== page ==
Saturday, April 23, 2011

Our dear Cate falls under Merkin's myopic gaze

It is an established fact that Cate Blanchett is a favorite of the sapphists. In an international poll of lesbians few years ago, she was voted among the top ten sexiest women in the world (alongside other lesbian faves Kate Winslet, Rachel Weisz, Emily Blunt, and Keira Knightley). Most recently, the Effing Dykes blog made a passing reference to Cate's stature in the lesbian realm: "What does Spring mean? Spring means all the lezzers take off their sweatpants, press 'Pause' on the scratched-up DVD of Elizabeth, and start winding fresh grip tape onto their bike handlebars." In addition, Anne Hathaway has said Cate Blanchett is the one actress for whom she'd go gay—even the straight girls are into Cate. Lastly, like many good lesbians, Cate (who is not a lesbian) has mastered passing as a man, as evidenced by her portrayal of Bob Dylan in I'm Not There. So, yes, we sapphists feel a bit possessive of our magnificent Cate.

Therefore, it was only natural when Cate Blanchett's fabulous face appeared on the cover of The New York Times Style Magazine last Sunday that I would set aside a delicious moment to savor the piece. But, it was not to be. Soon the bitterness of Merkin emerged. Unfortunately, Daphne Merkin wrote the article in the Times. Even before Merkin spewed that dreadful, infamous, sapphobic column about Rachel Maddow in the Times in 2009, she had been persona non grata in the lesbian community. I've even wondered if the whole Stacy Merkin/vagina wig plot on the L Word was a slam on Daphne. I mean, "the vagina wig" character on the L Word was a controversial magazine writer named Merkin. Coincidence? In any case, if you were lucky enough to have missed Merkin's "Butch Fatale" piece about Maddow, AfterEllen sums it up in all its ugliness:
"[Daphne] Merkin has been the subject of much criticism over the years for her ignorant remarks about lesbians, and women in general. After all, she gave up trying to please us gays years ago. 'I'm tired of protecting the sensibilities of the gay community,' she wrote in a 2007 post... Butch Fatale is a no-holds-barred attack on dykes disguised as some sort of complimentary, 'Oh, look — some lesbians have style now' trend piece. Merkin, whose experience with lesbians seems to come from reality television and Perez Hilton, decided to consult an expert for her piece: her gay male friend: 'I don’t think that much about lesbianism,' says a young gay male friend of mine, unwittingly stating the problem in a nutshell. 'No one thinks that much about lesbianism. Who cares?' It just gets worse from there. Merkin goes on to say male homosexuality celebrates 'prettiness and youth,' dating gay icons back to the Greeks. When she thinks of lesbian icons, all she can see is 'Fran Lebowitz, looking surly and bored.' "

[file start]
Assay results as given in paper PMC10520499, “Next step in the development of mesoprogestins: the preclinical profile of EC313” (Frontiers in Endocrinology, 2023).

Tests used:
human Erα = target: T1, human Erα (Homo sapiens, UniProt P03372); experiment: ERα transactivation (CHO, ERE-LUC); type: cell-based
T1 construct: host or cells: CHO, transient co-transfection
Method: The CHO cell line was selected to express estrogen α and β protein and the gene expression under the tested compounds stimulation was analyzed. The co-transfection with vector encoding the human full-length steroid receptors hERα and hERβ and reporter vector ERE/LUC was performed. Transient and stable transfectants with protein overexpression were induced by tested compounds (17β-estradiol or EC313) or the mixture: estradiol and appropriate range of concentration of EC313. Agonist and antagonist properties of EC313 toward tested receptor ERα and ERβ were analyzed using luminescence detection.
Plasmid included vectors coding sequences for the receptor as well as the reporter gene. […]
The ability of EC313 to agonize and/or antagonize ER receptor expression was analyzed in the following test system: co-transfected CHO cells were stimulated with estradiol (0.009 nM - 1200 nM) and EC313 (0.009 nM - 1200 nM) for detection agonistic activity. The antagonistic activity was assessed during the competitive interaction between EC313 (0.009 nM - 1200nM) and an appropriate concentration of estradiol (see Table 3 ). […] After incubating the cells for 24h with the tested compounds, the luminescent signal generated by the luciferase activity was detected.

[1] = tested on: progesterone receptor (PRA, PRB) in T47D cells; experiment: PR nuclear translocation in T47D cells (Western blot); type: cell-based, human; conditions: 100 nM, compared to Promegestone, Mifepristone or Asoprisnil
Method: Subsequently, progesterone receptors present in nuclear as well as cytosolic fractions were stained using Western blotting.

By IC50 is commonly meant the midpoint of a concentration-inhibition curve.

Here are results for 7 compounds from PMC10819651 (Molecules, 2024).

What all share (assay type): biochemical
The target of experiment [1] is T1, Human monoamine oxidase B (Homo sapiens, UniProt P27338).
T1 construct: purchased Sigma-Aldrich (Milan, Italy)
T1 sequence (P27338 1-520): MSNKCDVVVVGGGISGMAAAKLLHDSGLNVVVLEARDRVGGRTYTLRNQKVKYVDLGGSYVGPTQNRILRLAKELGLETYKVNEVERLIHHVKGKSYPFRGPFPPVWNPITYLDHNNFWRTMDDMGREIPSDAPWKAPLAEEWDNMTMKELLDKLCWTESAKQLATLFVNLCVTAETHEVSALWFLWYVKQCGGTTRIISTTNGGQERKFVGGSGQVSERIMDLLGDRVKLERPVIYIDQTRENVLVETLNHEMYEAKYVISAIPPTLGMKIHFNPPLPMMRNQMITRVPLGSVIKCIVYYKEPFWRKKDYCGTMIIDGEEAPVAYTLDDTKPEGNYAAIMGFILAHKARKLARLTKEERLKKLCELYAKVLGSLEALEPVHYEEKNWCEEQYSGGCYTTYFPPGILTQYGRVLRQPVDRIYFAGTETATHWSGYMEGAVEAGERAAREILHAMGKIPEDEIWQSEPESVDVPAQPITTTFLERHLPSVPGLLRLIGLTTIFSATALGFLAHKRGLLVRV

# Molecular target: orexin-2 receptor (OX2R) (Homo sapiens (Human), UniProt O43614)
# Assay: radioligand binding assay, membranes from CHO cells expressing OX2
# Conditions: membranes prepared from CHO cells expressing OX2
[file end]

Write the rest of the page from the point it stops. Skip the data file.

Can you believe the Times actually published that? (And, by the way, Merkin wishes she were Fran Lebowitz.) Now, we see that the latest person with whom Merkin is unhappy is Cate Blanchett. It seems Merkin did not get what she wanted from Blanchett—a deep emotional connection, apparently—and so she writes this big complaint about their lunch at the Chateau Marmont. The other major theme of Merkin's piece is hunger. While Cate eats her boiled eggs and spinach, Merkin devours Blanchett with her eyes. Daphne's description of her lunch companion makes Cate sound like a sweet dyke. A sampling: "her bright blond crown of boyishly cut hair," "her face is bare of makeup," "her nails are unmanicured," and, she has "finely chiseled biceps." In addition, "Blanchett is whippet thin and wearing black jeans," "her bone structure is a gift from the gods" "her skin is luminous and poreless and the color of a pale peach," "not to mention her generous mobile mouth."

For the love of God, Merkin, just kiss her already.


Brooke said...

Actually, that's what a merkin is -- "an artificial hairpiece for the pudendum; a pubic wig."

The woman is aptly named.

Sapphist Gazetteer said...

Yes, and Jenny makes the "vagina wig" meaning very clear in the L Word. (The link to that scene is so funny.) But my question is: Was the unappealing Merkin character on the L Word intended as as a direct insult to Daphne Merkin? That's what I'm wondering. Seems too coincidental not to be.